Clue's occupation is, of course, protector of the domain. Photo by Kate Ota 2021
Part of the same series of helpful thesauruses as The Emotion Thesaurus, The Occupation Thesaurus by Angela Ackerman and Becca Puglisi is exactly what it sounds like. I’m sure you were expecting an Is It Worth It post about it, but I loved The Emotion Thesaurus so much, I knew this would be worth it.
And it is! There’s information up front about different ways to help select your character’s job to best serve the plot or theme. There’s a section about the many reasons why anyone chooses any given job (including Maslow's Hierarchy of Needs, which made my nerdy little ex-high-school-debate self so happy). The back also has sections where you can create your own entry or work through the logic of choosing a job for your character. Incredibly helpful stuff!
I decided that instead of just reviewing The Occupation Thesaurus, that I’d add my own entry here! This seems to be encouraged, as there are more careers on the authors’ website (here) and in One Stop for Writers (which I reviewed before.)
Let’s get into the entry! I followed the same format as the book’s entries.
Overview: A zookeeper is a person who cares for various animals at a zoo. Depending on the size of the zoo, they may work in only one area (such as primates or African Mammals), or they may rotate through every section of the zoo. Duties include feeding, cleaning enclosures (both exhibits that guests see and behind-the-scenes housing), administering medication (as prescribed by the zoo vet), and providing enrichment (such as training or making new toys).
Necessary Training: Usually a bachelor’s degree in some kind of animal or biology related field is required, although zookeeper internships exist for college students. Training is otherwise hands-on.
Useful Skills, Talents, or Abilities: Being good with animals, public speaking, cleaning skills, kinetic memory, basic first aid, food prep
Helpful Character Traits: Adaptable, adventurous, alert, calm, cautious, positive disposition, hard worker, morning person, caring, nature loving, compassionate, environmentally conscious
Sources of Friction:
Guests who misbehave or abuse the animals
Being unable to help a sick or injured animal
Being unable to breed a rare species
Having to put down an animal
Public backlash to putting down an animal
Frustration when an exotic animal is kept as a pet
Getting exceedingly messy early in the day and having to stay that way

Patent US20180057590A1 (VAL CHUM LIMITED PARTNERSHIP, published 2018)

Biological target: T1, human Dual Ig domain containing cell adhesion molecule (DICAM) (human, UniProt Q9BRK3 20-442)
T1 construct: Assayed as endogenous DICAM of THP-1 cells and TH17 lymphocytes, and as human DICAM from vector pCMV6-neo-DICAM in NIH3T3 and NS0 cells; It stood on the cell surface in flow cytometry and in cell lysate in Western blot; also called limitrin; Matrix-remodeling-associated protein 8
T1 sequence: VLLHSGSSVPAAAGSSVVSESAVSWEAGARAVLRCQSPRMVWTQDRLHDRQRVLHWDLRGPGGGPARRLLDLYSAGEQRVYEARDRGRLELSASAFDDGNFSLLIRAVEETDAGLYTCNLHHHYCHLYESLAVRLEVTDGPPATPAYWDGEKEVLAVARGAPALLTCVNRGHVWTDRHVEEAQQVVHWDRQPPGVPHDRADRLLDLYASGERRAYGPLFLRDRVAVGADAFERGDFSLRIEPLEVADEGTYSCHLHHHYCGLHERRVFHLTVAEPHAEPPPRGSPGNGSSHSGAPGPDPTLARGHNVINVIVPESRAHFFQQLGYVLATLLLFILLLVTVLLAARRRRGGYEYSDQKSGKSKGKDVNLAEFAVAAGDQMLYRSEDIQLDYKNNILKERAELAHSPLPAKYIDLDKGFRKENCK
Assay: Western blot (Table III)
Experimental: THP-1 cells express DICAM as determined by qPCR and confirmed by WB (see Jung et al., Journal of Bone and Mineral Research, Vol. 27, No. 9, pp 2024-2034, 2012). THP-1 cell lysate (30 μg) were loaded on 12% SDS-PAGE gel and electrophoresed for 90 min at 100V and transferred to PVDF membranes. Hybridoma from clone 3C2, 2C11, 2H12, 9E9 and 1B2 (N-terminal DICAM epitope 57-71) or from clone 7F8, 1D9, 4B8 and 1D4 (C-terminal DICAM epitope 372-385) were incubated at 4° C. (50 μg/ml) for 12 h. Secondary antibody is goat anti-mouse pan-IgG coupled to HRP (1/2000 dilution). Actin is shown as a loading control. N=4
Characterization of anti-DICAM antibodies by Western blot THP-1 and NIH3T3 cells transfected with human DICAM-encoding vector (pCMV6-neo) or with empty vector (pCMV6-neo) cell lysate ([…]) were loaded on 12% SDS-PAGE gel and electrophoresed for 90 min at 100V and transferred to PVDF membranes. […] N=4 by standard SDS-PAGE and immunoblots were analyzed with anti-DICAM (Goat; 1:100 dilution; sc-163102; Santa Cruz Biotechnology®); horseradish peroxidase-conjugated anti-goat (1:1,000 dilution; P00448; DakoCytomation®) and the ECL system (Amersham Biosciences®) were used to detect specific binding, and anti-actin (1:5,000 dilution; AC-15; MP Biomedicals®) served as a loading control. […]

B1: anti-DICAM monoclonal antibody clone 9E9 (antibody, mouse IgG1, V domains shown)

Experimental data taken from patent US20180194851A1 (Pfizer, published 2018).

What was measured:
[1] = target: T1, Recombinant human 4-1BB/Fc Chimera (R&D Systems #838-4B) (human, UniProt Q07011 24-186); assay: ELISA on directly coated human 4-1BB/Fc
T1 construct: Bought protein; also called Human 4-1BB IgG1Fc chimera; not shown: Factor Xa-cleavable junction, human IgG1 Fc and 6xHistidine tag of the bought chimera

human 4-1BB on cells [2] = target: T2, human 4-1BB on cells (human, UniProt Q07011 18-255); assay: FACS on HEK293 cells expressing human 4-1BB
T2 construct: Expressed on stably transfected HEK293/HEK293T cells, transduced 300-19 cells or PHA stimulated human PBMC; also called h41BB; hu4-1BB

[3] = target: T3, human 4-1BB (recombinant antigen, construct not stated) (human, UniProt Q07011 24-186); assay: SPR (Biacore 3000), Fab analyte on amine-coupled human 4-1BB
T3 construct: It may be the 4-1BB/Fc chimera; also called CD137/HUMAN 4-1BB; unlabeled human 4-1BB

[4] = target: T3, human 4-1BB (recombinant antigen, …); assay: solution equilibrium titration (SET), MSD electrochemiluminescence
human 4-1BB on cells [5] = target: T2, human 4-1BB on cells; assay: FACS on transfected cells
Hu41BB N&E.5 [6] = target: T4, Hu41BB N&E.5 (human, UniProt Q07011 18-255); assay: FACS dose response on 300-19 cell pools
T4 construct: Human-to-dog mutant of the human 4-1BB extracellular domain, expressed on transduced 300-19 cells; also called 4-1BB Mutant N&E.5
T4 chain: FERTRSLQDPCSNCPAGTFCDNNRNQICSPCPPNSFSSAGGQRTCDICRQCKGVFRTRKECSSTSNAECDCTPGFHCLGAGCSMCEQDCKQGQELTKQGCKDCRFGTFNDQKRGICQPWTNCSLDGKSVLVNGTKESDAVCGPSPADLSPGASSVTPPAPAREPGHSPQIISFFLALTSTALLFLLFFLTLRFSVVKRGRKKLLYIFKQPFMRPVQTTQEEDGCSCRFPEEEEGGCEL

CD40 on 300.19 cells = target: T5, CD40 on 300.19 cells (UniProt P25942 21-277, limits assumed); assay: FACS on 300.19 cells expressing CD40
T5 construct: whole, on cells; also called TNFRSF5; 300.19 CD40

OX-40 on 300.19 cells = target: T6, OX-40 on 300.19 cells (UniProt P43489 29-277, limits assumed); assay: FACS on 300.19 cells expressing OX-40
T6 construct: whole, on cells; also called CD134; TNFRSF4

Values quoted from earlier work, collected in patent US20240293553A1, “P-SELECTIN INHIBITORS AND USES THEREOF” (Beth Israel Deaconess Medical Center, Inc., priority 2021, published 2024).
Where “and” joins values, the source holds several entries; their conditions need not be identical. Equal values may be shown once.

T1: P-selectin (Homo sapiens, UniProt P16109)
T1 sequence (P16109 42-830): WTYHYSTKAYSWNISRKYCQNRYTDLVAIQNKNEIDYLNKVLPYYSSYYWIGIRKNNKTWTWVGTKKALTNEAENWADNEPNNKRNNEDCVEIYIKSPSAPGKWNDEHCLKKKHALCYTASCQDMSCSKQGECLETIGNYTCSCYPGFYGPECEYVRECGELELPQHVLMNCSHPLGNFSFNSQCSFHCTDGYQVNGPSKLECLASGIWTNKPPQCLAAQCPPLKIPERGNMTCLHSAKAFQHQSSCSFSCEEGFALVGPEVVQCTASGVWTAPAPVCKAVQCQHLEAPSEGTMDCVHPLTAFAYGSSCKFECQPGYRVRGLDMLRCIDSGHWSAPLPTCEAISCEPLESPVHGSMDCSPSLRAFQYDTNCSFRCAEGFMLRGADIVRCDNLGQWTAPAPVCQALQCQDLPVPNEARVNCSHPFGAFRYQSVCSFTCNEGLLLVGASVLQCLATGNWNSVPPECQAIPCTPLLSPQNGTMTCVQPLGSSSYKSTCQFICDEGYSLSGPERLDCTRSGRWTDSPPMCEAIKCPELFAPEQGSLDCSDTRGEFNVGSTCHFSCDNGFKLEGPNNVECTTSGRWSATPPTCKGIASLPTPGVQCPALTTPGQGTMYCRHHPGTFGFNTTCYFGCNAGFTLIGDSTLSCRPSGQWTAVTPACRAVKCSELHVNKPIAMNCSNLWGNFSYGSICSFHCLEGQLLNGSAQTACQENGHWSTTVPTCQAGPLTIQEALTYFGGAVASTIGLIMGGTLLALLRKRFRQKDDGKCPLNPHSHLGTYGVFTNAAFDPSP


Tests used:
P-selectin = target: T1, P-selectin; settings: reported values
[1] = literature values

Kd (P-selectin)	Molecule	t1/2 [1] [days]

Animals making a giant mess
Needing to fundraise
Being bitten or injured by an animal
Being peed or pooped on by an animal
Needing to protect new trainees/interns/volunteers from dangerous animals
Having an animal dislike you and act out against you
The fact that despite dangerous weather, the animals need care every day
People They Might Interact With: Other zookeepers, vet techs, zoo vets, veterinary specialists, zoo guests, interns, wedding parties, other party guests, zoo director, famous animal advocates associated with their zoo, news media, animal rights groups, representatives from the Associate of Zoos and Aquariums (if US based), conservation program coordinators, breeding program coordinators, students
How This Occupation Might Impact the Character’s Needs:
Self-Actualization: A zookeeper may feel they are contributing to a meaningful goal of conservation. However, if a rare animal dies in their care, they may feel they are failing a meaningful goal.
Esteem and Recognition: The zookeeper may seek recognition for handling s a problem in a species that other zoos or keepers struggled with. However, they may also loose confidence if an accident occurs.
Love and Belonging: Zookeepers tend to bond together and have good camaraderie because of the hours and labor involved. However, long hours of lots of physical labor leaving the character exhausted may deteriorate personal relationships.
Safety and Security: The job pays a living wage and zoos can be found in cities of all sizes. However, working with certain animals poses a danger to the keepers whether from venom, teeth, horns, allergies, or size.
Characters Might Choose This Occupation Because They…
Are concerned about climate change and the impact on species around the world
Want to advocate for something/someone who cannot speak for itself
Are compensating for a past wrong against animals
Believe animals are better than people (due to a past emotional wound)
Want to fight against poaching from a distance
Want an adventurous sounding job, but to remain relatively stable
Idolize a famous conservationist (ex. Steve Irwin)
There are many occupations in the thesaurus, and many that aren’t! Check out their lists at writershelpingwriters.net and see for yourself. Got one they don’t have? Leave it in the comments!